Matamata woman Rosemary Locke, 66, lost her eyesight when she was in her 20s and working as a nurse for Matamata Maternity Hospital but thanks to furry helpers, like her current labrador Honor, she does not miss out on life.
"The hardest thing about being blind is that you can't do what you want or get out of the house without help. Thanks to my guide dog, I have my independence."
Guide dogs - Honor is her fourth - navigate through the supermarket and accompany her wherever she wants to go. On the open road they guide her around obstacles like cars, bins or even pedestrian crossings.
"They are brilliant traffic control - even when there are other dogs on the street, they don't take any notice. Guide dogs are looking after you, even at home, they are never far behind you," Rosemary says.
At first, she says she didn't even think about getting a guide dog. Until one day, she went to a Rotary meeting with her father Dom where a guest speaker talked about guide dogs.
"I couldn't imagine that guide dogs do what they do and guide me to all the places I want to go, but they are so intelligent," Rosemary says.
She then applied for a furry helper at Blind Low Vision NZ - and was put on a waiting list as it takes almost two years to train a guide dog. Blind Low Vision NZ breeds and trains about 100 puppies each year.
"I was without a guide dog for a couple of years. And when they told me they had some available, they took my height and walking speed to find a suitable dog. Then, I had to go to a matching."
After a suitable dog is found, Blind Low Vision NZ brings the dog around to the applicant's place for the animal to get used to the environment. "And they teach you how to work together as a team," says Rosemary.
For Honor, it took Rosemary three meetings to get matched up. But this wasn't her first rodeo: "I got my first guide dog, a Schnauzer named Benson, 35 years ago. Honor is my fourth guide dog in total and my first female."
Blind Low Vision NZ also comes around regularly to check on both the guide dog and owner. At the age of 9, Blind Low Vision NZ would let the furry friends retire.
"You can decide to keep it and have another one as a guide dog, which is what I used to do. It is hard parting with a dog because you have been a team for several years," Rosemary says.
"Of course the guide dogs can't drive a car, but they are my wheels because they can take me everywhere."
But for the rare occasions Rosemary needs a car, she has her mother Joan who is living with her. "Honor loves being in the car, she always falls asleep."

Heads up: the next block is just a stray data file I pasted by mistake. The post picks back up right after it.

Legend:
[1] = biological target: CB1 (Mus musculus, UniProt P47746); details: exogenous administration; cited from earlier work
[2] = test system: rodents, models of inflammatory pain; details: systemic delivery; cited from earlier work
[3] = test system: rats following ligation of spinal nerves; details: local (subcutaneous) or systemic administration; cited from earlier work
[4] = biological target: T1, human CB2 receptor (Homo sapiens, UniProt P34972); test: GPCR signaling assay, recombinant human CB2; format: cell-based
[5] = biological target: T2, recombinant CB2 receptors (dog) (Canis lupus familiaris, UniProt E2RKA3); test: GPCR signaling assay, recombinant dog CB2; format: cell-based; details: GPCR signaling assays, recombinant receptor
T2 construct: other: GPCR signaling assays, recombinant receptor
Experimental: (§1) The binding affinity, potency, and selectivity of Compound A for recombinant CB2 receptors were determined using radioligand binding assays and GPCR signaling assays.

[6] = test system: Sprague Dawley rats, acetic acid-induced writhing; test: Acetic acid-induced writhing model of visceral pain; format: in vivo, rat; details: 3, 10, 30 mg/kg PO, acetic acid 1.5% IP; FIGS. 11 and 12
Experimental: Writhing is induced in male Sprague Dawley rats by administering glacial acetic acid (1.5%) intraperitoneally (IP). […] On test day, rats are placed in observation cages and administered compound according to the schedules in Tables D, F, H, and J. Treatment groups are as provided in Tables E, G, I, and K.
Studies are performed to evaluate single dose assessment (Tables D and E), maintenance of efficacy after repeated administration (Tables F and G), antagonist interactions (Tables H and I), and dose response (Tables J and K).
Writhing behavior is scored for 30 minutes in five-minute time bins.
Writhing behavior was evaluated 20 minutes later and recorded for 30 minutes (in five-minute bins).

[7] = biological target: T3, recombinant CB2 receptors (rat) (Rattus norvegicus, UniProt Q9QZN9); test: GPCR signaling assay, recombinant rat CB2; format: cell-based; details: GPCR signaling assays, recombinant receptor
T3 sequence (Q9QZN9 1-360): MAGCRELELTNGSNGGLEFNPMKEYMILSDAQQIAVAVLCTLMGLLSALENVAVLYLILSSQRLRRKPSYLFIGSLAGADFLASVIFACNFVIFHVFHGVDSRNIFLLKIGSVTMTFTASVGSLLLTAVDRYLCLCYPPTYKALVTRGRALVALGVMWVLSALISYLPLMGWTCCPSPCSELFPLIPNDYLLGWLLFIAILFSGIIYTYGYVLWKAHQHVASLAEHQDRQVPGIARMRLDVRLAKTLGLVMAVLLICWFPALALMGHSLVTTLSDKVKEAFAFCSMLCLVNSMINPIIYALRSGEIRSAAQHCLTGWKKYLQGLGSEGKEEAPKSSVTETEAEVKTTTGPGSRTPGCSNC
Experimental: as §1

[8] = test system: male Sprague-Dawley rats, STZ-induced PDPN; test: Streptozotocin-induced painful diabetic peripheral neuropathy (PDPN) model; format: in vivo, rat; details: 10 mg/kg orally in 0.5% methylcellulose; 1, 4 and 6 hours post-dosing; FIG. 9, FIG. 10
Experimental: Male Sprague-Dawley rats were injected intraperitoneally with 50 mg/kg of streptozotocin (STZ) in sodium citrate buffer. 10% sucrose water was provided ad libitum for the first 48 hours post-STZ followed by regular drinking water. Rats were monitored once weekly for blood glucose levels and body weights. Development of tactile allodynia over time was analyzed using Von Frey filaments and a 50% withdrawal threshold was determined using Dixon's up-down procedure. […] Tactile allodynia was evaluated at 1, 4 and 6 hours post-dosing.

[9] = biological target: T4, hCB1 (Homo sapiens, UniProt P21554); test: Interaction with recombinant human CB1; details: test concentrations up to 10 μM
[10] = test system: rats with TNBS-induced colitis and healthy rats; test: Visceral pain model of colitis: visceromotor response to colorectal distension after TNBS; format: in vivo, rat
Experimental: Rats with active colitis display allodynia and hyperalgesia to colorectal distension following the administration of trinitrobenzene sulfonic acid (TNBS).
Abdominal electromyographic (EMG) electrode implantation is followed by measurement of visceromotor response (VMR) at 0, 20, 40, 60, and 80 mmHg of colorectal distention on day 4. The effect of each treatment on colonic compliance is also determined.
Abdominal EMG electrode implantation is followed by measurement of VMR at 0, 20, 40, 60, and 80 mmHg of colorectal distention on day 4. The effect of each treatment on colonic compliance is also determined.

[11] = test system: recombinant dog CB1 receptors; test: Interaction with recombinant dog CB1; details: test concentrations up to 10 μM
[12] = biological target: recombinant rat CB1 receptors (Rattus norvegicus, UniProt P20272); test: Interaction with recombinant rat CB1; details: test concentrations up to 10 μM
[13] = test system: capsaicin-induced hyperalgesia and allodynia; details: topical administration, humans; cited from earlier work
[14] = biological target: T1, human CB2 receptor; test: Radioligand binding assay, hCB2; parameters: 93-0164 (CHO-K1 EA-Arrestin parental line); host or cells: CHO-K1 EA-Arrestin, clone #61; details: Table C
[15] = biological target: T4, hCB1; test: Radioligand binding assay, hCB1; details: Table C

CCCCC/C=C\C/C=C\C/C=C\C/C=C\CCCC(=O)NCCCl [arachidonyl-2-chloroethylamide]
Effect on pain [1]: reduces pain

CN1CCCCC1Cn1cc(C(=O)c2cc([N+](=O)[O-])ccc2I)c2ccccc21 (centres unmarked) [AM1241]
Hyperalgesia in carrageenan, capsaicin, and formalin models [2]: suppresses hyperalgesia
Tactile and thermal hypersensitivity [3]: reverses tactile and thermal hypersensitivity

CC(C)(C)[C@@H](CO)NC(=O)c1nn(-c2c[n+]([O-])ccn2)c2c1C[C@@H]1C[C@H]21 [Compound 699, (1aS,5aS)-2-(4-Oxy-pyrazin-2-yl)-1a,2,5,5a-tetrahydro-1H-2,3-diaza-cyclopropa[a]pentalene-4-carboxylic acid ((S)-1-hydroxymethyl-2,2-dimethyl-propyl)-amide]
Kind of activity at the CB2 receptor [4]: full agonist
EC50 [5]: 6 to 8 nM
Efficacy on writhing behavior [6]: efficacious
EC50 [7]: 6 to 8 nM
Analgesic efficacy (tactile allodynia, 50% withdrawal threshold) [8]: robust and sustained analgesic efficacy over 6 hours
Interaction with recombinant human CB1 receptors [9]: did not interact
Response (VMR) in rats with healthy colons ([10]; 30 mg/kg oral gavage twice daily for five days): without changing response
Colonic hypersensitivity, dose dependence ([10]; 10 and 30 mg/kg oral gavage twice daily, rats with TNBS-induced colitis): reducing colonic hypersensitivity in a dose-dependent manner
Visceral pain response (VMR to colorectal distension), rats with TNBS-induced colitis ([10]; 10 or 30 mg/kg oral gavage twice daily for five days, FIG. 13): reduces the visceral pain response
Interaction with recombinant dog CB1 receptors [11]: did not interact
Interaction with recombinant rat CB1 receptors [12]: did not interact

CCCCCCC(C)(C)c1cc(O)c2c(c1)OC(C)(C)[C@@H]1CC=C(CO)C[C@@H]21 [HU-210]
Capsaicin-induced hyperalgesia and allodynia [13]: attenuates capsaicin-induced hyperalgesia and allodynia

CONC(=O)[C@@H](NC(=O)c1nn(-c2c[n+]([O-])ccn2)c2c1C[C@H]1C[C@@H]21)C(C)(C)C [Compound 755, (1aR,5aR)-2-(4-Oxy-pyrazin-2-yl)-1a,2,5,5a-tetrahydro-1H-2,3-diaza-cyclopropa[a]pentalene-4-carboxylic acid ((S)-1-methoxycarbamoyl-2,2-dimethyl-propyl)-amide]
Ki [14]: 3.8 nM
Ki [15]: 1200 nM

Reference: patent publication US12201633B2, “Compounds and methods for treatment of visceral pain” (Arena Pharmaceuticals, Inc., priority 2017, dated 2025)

Rosemary says that her day is always full. "I do almost everything I used to do before I lost my eyesight. I am baking and knitting for my nieces and nephews, I read a lot of magazines and Lucinda Riley books, and I am part of several organisations."
She is vice-coordinator of the visually impaired group in Matamata, she belongs to a local church group and Matamata Women's Club. Rosemary also goes into schools to talk about guide dogs - "to raise awareness of the need for guide dogs. The kids are always fascinated", says Rosemary.
"Honor always comes with me to all my meetings, she then just quietly curls up under the table and you won't even notice she is there. I couldn't be where I am now without her or my other guide dogs."
On Friday March 26 and Saturday March 27, Blind Low Vision NZ (formerly Blind Foundation) Red Puppy Appeal will start a street collection to raise funds to train and care for a new generation of much-needed guide dogs.
"My dad was the one who started Red Puppy Day in Matamata - Low Vision NZ even named a guide dog after him. After my dad died 30 years ago, I carried on with Red Puppy Day," says Rosemary.
Every day, an average of six people turn to Blind Low Vision NZ for support with their sight loss. It takes more than $50,000 to raise and train just one guide dog. Blind Low Vision NZ runs the country's only guide dog breeding and training facility that is 100 per cent funded through the generosity and support of Kiwis.
This year, Blind Low Vision NZ has a street collection target of $300,000 and needs 2000 volunteer collectors to join the pack.
Rosemary is one of them. "I couldn't live the life I live without Honor and the help of Blind Low Vision NZ. It is a brilliant organisation and I am taking part in the fundraising to try and give back what they gave me," she says.
You can join Rosemary and Blind Low Vision NZ here or call 0800 787 743